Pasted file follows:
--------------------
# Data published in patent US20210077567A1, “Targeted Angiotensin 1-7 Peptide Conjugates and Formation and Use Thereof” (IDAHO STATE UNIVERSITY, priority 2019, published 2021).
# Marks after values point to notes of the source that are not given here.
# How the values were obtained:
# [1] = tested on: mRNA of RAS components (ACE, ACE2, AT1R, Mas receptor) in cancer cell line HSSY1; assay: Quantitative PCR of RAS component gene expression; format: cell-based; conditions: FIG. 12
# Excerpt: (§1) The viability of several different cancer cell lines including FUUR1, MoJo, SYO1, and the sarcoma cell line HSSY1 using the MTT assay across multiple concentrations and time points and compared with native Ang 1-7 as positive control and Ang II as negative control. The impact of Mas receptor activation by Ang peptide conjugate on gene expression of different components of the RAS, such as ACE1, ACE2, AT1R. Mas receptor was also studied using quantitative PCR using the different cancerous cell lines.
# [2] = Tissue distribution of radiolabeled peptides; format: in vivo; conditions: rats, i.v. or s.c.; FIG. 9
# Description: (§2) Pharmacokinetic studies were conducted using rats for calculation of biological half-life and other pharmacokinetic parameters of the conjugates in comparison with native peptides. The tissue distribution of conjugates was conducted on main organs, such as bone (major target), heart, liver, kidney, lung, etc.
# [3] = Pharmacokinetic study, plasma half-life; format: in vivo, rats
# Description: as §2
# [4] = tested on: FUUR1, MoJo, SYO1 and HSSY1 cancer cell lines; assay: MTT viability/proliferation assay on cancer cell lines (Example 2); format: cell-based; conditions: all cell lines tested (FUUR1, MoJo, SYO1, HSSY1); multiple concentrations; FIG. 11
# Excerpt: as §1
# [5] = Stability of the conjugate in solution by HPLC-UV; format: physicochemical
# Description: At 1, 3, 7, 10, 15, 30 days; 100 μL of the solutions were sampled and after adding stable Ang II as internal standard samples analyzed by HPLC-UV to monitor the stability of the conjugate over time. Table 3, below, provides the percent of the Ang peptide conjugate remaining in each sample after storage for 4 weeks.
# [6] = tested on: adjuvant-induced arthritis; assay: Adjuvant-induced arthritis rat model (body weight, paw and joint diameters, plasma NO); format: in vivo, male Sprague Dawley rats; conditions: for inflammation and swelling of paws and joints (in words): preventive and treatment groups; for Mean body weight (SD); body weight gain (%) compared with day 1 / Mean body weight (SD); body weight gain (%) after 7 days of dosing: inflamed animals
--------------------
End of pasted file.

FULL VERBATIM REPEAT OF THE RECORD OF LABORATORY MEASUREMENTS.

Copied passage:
# Data published in patent US20210077567A1, “Targeted Angiotensin 1-7 Peptide Conjugates and Formation and Use Thereof” (IDAHO STATE UNIVERSITY, priority 2019, published 2021).
# Marks after values point to notes of the source that are not given here.
# How the values were obtained:
# [1] = tested on: mRNA of RAS components (ACE, ACE2, AT1R, Mas receptor) in cancer cell line HSSY1; assay: Quantitative PCR of RAS component gene expression; format: cell-based; conditions: FIG. 12
# Excerpt: (§1) The viability of several different cancer cell lines including FUUR1, MoJo, SYO1, and the sarcoma cell line HSSY1 using the MTT assay across multiple concentrations and time points and compared with native Ang 1-7 as positive control and Ang II as negative control. The impact of Mas receptor activation by Ang peptide conjugate on gene expression of different components of the RAS, such as ACE1, ACE2, AT1R. Mas receptor was also studied using quantitative PCR using the different cancerous cell lines.
# [2] = Tissue distribution of radiolabeled peptides; format: in vivo; conditions: rats, i.v. or s.c.; FIG. 9
# Description: (§2) Pharmacokinetic studies were conducted using rats for calculation of biological half-life and other pharmacokinetic parameters of the conjugates in comparison with native peptides. The tissue distribution of conjugates was conducted on main organs, such as bone (major target), heart, liver, kidney, lung, etc.
# [3] = Pharmacokinetic study, plasma half-life; format: in vivo, rats
# Description: as §2
# [4] = tested on: FUUR1, MoJo, SYO1 and HSSY1 cancer cell lines; assay: MTT viability/proliferation assay on cancer cell lines (Example 2); format: cell-based; conditions: all cell lines tested (FUUR1, MoJo, SYO1, HSSY1); multiple concentrations; FIG. 11
# Excerpt: as §1
# [5] = Stability of the conjugate in solution by HPLC-UV; format: physicochemical
# Description: At 1, 3, 7, 10, 15, 30 days; 100 μL of the solutions were sampled and after adding stable Ang II as internal standard samples analyzed by HPLC-UV to monitor the stability of the conjugate over time. Table 3, below, provides the percent of the Ang peptide conjugate remaining in each sample after storage for 4 weeks.
# [6] = tested on: adjuvant-induced arthritis; assay: Adjuvant-induced arthritis rat model (body weight, paw and joint diameters, plasma NO); format: in vivo, male Sprague Dawley rats; conditions: for inflammation and swelling of paws and joints (in words): preventive and treatment groups; for Mean body weight (SD); body weight gain (%) compared with day 1 / Mean body weight (SD); body weight gain (%) after 7 days of dosing: inflamed animals